Friday, November 16, 2012 The CSAC Bulletin
Democrat Supermajority Achieved in the New Legislature
There are so many ways to dissect the election last week you could spend thousands of words doing so and still not cover all the bases. However, there is one profound change the election has clearly wrought: both houses in the California Legislature will now have a supermajority of Democrats, giving them the ability to raise taxes, qualify referenda and even override the Governor’s veto power– without input or consent from their Republican counterparts. 

Incumbent Republican Assemblyman Chris Norby conceded Wednesday of this week that his challenger in a newly drawn Orange County district, Sharon Quirk-Silva won the votes necessary to fill the seat. That gives the Democrats 54 seats in the lower house. They hold 26 seats in the Senate—with two vacancies that are likely to go to Democrats. 

However, all three Democratic leaders, Governor Brown, Senate President Pro Tem, Darrell Steinberg, and Assembly Speaker John Perez have all said, to varying degrees, that they plan to use this newly-claimed authority carefully. 

Governor Brown was widely quoted in the media the day after the election cautioning his fellow Democrats to be judicious. "The desires will always outrun the available money," said Brown on Wednesday. "And that’s why we have a governor. If you have a machine that tends to get overheated or speed up, the governor is a mechanism to slow it down."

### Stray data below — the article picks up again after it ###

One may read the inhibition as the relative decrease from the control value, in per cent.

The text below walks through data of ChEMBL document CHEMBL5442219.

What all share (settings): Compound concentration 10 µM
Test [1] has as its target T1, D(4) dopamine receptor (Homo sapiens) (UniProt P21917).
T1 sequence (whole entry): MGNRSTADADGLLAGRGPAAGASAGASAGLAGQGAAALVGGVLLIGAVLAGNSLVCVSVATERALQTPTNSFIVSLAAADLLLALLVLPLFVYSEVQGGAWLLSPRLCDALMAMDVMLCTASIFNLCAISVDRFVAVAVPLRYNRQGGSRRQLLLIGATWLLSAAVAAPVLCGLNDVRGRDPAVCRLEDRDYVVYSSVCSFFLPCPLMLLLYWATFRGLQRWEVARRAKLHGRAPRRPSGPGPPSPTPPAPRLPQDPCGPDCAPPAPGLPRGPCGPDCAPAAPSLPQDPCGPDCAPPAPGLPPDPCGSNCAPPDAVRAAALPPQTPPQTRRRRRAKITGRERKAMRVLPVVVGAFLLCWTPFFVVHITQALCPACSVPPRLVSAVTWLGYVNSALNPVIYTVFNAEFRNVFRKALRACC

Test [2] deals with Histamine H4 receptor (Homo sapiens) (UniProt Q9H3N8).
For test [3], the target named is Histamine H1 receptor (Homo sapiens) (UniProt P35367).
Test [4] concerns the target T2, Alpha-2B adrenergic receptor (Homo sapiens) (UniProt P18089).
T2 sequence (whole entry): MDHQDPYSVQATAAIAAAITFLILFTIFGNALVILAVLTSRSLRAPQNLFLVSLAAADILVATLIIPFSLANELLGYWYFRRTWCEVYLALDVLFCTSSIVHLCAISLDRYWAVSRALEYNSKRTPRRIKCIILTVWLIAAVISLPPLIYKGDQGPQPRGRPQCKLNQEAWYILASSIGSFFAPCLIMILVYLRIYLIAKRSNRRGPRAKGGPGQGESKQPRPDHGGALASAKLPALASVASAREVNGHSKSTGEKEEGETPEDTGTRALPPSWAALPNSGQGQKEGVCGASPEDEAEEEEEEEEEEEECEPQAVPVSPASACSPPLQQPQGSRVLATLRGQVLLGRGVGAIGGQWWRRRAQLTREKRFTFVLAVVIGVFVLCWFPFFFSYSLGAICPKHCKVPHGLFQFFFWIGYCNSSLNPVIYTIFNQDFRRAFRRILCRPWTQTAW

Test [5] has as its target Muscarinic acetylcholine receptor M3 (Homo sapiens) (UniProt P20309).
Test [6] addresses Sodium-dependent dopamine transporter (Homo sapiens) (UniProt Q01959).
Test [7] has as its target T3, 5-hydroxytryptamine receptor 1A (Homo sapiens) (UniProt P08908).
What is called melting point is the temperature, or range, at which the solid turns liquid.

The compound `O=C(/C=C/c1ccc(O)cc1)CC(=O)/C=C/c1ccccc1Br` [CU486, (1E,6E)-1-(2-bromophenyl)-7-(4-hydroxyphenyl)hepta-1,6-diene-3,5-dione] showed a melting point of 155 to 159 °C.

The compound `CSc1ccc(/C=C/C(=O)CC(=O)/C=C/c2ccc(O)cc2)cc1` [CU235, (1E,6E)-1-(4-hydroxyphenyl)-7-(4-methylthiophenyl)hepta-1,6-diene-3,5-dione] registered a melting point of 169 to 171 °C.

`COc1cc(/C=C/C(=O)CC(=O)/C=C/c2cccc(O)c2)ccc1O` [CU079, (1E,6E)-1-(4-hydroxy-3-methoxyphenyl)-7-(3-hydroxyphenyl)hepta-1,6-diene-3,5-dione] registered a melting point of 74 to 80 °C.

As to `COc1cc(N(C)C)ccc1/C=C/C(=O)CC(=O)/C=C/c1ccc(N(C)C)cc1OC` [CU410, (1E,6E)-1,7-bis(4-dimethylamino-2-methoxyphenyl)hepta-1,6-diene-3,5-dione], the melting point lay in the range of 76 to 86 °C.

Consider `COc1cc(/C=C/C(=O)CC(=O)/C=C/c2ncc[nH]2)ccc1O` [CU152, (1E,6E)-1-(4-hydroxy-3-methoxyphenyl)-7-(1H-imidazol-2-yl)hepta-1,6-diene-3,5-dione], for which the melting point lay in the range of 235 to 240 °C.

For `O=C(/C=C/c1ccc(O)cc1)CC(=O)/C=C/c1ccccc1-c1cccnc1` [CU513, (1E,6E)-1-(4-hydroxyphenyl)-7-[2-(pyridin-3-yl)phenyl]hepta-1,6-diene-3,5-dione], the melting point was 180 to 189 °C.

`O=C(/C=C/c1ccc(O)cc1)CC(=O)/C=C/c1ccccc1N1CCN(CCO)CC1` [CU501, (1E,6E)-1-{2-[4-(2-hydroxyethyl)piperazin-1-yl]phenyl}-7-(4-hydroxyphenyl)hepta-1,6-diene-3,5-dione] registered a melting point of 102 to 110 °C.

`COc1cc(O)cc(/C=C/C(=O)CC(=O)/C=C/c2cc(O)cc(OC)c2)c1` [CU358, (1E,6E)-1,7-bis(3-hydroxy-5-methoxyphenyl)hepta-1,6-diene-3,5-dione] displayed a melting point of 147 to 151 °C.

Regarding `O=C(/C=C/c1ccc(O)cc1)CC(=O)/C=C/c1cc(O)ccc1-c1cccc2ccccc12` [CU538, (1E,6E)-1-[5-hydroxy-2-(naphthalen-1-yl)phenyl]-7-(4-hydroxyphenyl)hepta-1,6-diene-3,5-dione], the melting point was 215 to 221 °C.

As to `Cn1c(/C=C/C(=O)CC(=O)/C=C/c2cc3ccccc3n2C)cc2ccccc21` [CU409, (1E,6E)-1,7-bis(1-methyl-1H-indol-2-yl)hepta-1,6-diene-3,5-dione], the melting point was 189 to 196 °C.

Senate President Pro Tem Steinberg (D-Sacramento) has echoed that caution. "I certainly don't mean to suggest to my colleagues that the first thing we do is go out and raise more taxes," Steinberg told the Associated Press a couple of days after the election. 

Assembly Speaker John Perez (D-Los Angeles) was initially surprised at the supermajority in his house. He has since pledged to continue working with the Republican minority. "We get the best results when we have a true competition for the best ideas," Perez told the Associated Press. "Having a supermajority was never a governing imperative. It's sitting down and doing the hard work."

It is also recognized that the “moderate caucus” will emerge as a significant player in achieving the two-thirds vote in both houses. CSAC staff is discussing the legislative priorities for the Association and strategy for the coming session with these changing dynamics in mind.